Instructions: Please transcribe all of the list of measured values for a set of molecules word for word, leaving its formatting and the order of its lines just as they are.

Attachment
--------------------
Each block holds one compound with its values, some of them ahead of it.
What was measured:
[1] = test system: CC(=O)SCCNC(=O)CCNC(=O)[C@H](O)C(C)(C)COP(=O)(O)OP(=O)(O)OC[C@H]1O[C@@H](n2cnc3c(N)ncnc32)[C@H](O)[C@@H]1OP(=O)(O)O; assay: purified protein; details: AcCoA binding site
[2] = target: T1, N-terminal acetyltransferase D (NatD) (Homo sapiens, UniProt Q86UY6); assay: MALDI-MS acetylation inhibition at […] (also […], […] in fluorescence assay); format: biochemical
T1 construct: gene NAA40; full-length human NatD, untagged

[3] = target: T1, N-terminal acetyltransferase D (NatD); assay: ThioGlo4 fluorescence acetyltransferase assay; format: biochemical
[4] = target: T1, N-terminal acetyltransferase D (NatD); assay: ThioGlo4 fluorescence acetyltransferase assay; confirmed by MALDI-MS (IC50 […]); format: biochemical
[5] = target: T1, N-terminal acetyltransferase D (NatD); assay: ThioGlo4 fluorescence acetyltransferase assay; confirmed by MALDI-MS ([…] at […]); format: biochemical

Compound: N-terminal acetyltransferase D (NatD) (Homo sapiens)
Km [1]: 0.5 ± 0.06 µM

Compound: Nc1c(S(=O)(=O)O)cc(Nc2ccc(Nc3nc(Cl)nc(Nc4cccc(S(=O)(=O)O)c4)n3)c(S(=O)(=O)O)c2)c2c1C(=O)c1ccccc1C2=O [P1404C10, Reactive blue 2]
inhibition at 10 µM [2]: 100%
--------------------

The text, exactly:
Each block holds one compound with its values, some of them ahead of it.
What was measured:
[1] = test system: CC(=O)SCCNC(=O)CCNC(=O)[C@H](O)C(C)(C)COP(=O)(O)OP(=O)(O)OC[C@H]1O[C@@H](n2cnc3c(N)ncnc32)[C@H](O)[C@@H]1OP(=O)(O)O; assay: purified protein; details: AcCoA binding site
[2] = target: T1, N-terminal acetyltransferase D (NatD) (Homo sapiens, UniProt Q86UY6); assay: MALDI-MS acetylation inhibition at […] (also […], […] in fluorescence assay); format: biochemical
T1 construct: gene NAA40; full-length human NatD, untagged

[3] = target: T1, N-terminal acetyltransferase D (NatD); assay: ThioGlo4 fluorescence acetyltransferase assay; format: biochemical
[4] = target: T1, N-terminal acetyltransferase D (NatD); assay: ThioGlo4 fluorescence acetyltransferase assay; confirmed by MALDI-MS (IC50 […]); format: biochemical
[5] = target: T1, N-terminal acetyltransferase D (NatD); assay: ThioGlo4 fluorescence acetyltransferase assay; confirmed by MALDI-MS ([…] at […]); format: biochemical

Compound: N-terminal acetyltransferase D (NatD) (Homo sapiens)
Km [1]: 0.5 ± 0.06 µM

Compound: Nc1c(S(=O)(=O)O)cc(Nc2ccc(Nc3nc(Cl)nc(Nc4cccc(S(=O)(=O)O)c4)n3)c(S(=O)(=O)O)c2)c2c1C(=O)c1ccccc1C2=O [P1404C10, Reactive blue 2]
inhibition at 10 µM [2]: 100%